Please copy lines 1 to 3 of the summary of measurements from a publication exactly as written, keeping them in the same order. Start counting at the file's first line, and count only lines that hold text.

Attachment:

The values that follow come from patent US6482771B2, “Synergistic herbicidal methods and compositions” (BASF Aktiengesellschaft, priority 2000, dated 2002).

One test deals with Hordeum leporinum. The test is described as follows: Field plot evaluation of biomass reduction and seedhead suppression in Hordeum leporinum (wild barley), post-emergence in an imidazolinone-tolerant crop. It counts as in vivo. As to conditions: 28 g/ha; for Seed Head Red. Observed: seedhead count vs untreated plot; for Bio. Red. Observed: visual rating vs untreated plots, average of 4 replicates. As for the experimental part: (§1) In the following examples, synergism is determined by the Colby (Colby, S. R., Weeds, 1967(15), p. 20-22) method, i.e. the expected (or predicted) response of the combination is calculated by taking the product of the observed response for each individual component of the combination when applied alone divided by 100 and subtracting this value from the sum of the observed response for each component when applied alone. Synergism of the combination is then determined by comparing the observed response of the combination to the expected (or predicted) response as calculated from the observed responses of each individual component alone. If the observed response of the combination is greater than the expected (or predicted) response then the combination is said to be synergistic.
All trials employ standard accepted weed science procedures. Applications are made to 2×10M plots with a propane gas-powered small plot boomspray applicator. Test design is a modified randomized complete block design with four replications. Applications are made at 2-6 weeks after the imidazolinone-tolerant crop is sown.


The values that follow come from patent US6482771B2, “Synergistic herbicidal methods and compositions” (BASF Aktiengesellschaft, priority 2000, dated 2002).

One test deals with Hordeum leporinum. The test is described as follows: Field plot evaluation of biomass reduction and seedhead suppression in Hordeum leporinum (wild barley), post-emergence in an imidazolinone-tolerant crop. It counts as in vivo. As to conditions: 28 g/ha; for Seed Head Red. Observed: seedhead count vs untreated plot; for Bio. Red. Observed: visual rating vs untreated plots, average of 4 replicates. As for the experimental part: (§1) In the following examples, synergism is determined by the Colby (Colby, S. R., Weeds, 1967(15), p. 20-22) method, i.e. the expected (or predicted) response of the combination is calculated by taking the product of the observed response for each individual component of the combination when applied alone divided by 100 and subtracting this value from the sum of the observed response for each component when applied alone. Synergism of the combination is then determined by comparing the observed response of the combination to the expected (or predicted) response as calculated from the observed responses of each individual component alone. If the observed response of the combination is greater than the expected (or predicted) response then the combination is said to be synergistic.
All trials employ standard accepted weed science procedures. Applications are made to 2×10M plots with a propane gas-powered small plot boomspray applicator. Test design is a modified randomized complete block design with four replications. Applications are made at 2-6 weeks after the imidazolinone-tolerant crop is sown.